completely to save these animals
Joining me now, Lindsey Scanlon,
she runs the French Bulldog Saviours
rescue charity in North Yorkshire,
and Dr Crina Dagu from
the London Vet Clinic,
a busy practice.
And Spike and Edward,
who are past their bedtime.
You used to be a breeder
and you had a change
of heart, didn't you?
Yes, after I saw how
they were mass produced.
I bred one litter and I went to see
somebody who was a big breeder,
a licensed one, and it was just
something and I thought,
if there are that many
people wanting these dogs,
something is going to happen.
So you recognise they are not well
dogs, healthy, are they?
In my opinion, if they are bred
right and they are tested right,
they can live fantastic happy lives.
Can they be bred in a way
that doesn't hurt them?
The way that a lot of these breeds
started out, they were not
as extreme, so if you dial
back hundreds of years,
then you're talking.
At the moment, we are struggling
to find a balance between
and what's going on inside them
and the problems it causes
in their lives.
When you talk about the aesthetics,
is there a hypocrisy in the public
mood, that they want
the look of these dogs...
Are we a nation of animal lovers,
even if it causes the dogs pain?
Sure, a lot of celebrities have
them, they are friendly characters,
they are wonderful, very fun dogs.
It's very hard to not fall
for the round, googly eyes,
for the Babyface but,
once you have them, you realise
there are not just breathing issues,
thereafter gastrointestinal issues.
Your mum didn't even
get through childbirth.
She was brought in to rescue unknown
that she was pregnant
but she was purchased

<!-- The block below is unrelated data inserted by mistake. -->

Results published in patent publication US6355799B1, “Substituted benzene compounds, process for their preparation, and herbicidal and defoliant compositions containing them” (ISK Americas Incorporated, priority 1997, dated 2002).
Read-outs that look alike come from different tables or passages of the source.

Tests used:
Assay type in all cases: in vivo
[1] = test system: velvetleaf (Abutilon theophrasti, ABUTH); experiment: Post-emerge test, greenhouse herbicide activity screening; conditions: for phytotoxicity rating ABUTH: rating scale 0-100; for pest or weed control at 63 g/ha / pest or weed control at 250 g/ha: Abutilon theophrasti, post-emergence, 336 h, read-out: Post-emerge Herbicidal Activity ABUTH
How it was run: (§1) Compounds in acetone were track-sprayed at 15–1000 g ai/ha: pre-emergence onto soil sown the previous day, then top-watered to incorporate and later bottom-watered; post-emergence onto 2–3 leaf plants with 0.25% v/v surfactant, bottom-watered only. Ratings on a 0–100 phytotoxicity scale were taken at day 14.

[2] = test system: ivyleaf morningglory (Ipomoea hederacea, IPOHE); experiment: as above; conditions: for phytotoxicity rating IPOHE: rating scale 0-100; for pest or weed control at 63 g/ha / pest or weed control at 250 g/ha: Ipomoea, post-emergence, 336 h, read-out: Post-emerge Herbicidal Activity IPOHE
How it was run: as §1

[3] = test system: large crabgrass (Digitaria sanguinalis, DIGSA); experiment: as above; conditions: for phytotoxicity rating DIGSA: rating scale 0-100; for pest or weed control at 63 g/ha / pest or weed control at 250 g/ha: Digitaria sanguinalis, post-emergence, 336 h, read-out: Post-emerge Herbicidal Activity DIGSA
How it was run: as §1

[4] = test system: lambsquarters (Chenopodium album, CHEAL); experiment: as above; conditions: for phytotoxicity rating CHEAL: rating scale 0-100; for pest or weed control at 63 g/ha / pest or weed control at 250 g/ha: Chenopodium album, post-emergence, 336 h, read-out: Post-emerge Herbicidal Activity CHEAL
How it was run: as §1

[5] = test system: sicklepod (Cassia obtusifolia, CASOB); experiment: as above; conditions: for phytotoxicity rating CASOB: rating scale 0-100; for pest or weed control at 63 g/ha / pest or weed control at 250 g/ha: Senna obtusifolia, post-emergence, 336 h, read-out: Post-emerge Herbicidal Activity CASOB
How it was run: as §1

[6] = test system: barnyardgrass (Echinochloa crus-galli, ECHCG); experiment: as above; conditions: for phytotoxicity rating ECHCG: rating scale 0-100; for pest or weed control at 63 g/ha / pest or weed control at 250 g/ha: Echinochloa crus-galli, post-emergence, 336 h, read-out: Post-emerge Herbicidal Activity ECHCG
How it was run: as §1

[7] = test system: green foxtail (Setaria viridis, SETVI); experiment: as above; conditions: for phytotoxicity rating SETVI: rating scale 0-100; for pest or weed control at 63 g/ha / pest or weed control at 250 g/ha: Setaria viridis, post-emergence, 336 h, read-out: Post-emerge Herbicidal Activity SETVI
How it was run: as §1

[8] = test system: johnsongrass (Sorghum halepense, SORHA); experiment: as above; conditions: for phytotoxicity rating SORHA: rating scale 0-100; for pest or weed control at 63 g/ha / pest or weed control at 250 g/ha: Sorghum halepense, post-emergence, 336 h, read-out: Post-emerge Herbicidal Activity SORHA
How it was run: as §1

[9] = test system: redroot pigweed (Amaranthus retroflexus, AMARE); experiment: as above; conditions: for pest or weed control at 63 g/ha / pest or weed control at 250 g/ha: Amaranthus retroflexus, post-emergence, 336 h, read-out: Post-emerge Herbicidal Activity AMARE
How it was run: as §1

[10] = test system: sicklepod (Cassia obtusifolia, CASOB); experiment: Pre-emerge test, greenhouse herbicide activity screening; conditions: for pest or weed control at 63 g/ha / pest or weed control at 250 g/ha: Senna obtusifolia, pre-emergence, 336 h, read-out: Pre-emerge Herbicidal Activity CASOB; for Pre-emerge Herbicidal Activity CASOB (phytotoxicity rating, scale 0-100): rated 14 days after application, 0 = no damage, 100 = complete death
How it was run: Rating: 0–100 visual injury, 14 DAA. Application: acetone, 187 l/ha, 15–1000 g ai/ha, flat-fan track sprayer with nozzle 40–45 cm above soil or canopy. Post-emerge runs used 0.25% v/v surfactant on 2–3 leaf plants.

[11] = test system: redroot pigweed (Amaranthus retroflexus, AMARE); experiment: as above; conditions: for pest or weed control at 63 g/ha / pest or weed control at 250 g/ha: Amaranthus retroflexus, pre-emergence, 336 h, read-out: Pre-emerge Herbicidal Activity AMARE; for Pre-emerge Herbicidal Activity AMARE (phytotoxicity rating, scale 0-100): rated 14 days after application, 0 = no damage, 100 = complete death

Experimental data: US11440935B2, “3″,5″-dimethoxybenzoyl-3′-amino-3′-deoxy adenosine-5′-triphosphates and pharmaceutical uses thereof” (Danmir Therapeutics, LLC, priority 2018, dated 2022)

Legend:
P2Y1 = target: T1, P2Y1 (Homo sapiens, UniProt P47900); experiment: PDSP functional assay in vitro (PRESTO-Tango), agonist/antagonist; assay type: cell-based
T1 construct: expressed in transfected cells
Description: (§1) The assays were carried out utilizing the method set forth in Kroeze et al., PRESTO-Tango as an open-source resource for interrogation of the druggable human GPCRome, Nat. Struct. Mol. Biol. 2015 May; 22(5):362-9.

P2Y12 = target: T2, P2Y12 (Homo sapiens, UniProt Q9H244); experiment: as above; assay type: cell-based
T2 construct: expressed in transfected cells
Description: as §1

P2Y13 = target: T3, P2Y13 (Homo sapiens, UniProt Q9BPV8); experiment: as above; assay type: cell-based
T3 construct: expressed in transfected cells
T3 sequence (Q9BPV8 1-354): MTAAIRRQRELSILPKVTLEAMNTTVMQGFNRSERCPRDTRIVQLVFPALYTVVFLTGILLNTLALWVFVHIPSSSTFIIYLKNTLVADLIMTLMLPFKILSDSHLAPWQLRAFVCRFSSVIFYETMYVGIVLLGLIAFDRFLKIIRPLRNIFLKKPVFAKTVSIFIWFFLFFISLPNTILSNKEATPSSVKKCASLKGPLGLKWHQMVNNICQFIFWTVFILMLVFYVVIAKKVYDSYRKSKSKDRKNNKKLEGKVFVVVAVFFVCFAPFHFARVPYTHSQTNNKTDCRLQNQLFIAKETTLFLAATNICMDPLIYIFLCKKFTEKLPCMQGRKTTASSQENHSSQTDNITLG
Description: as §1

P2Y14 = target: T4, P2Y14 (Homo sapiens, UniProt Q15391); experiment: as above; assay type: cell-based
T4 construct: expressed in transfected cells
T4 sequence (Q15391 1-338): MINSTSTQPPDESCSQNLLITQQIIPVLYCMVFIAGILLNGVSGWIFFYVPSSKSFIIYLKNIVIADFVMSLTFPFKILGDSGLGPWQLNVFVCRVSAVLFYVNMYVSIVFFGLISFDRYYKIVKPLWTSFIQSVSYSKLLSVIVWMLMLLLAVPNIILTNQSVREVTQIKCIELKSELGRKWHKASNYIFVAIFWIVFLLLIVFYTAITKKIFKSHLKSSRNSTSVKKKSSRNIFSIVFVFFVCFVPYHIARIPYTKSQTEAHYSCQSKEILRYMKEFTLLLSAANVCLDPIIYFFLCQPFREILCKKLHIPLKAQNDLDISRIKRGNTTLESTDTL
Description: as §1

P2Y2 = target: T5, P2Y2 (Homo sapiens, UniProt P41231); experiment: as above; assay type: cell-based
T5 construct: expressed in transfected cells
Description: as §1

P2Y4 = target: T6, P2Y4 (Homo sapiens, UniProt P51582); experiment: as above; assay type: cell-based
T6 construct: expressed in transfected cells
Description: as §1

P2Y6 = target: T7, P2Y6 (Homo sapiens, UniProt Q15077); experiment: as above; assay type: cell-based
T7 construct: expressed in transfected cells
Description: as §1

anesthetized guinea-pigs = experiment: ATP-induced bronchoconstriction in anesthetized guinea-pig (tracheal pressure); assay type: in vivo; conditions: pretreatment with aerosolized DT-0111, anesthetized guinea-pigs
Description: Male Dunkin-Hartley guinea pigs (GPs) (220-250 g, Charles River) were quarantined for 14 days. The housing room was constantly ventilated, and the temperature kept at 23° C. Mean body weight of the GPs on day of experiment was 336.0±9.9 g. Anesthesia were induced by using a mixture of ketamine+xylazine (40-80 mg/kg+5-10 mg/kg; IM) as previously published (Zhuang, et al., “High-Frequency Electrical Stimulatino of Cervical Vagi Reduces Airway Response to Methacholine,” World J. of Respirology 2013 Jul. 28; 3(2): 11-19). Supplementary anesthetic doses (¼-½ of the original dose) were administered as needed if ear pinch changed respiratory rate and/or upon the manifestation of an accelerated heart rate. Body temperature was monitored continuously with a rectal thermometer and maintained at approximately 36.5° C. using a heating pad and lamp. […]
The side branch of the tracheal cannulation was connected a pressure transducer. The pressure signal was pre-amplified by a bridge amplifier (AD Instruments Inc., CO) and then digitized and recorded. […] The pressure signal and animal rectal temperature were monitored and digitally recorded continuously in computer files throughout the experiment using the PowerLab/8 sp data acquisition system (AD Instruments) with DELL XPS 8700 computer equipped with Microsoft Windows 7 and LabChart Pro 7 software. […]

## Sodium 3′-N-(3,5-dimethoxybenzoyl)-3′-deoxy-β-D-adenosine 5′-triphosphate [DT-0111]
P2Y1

off social media.
Somebody from the general public
purchaser, gave into a rescue,
not realising she was
She got to the end of her pregnancy
and had big problems,
she had a Caesarean section,
and then we told her larynx
I don't think there was an issue
with reading them all.
If they are bred right,
if health tests are done,
and we are trying to educate
people on the breed,
and if that is done,
there isn't an issue.
What problems are we talking about?
These two are putty in your hands,
fast asleep, they seem fine.
But what is it that
happens to dogs like this?
What might happen, if we took them
outside in warmer weather
and we trotted them for a few
minutes, problems might start
becoming quite visible.
They have a hard time breathing,
oxygenating their blood,
they are not...
They're not functioning well.
It's not just the breathing,
it's the digestion,
it's everything inside.
Putting all that together,
should you be stopping
their breed completely?
Should we see an end
to French bulldogs and pugs?
We don't have to ban breeding.
I don't think it's
constructive to ban breeding.
We have two breed them right,
to breed them back to where
they can function.
Which means mixing them?
For Lindsay, when you hear that
could be the end to the pure pug
and French bulldog, do you think
that's a good thing or bad thing?
I think it's a bad thing.
Health tests should be done
before any dog is bred.
Thank you both.
I appreciate you coming
down from Yorkshire
with these little guys.
That's about it for tonight.
We are back on Monday.
Have a great weekend.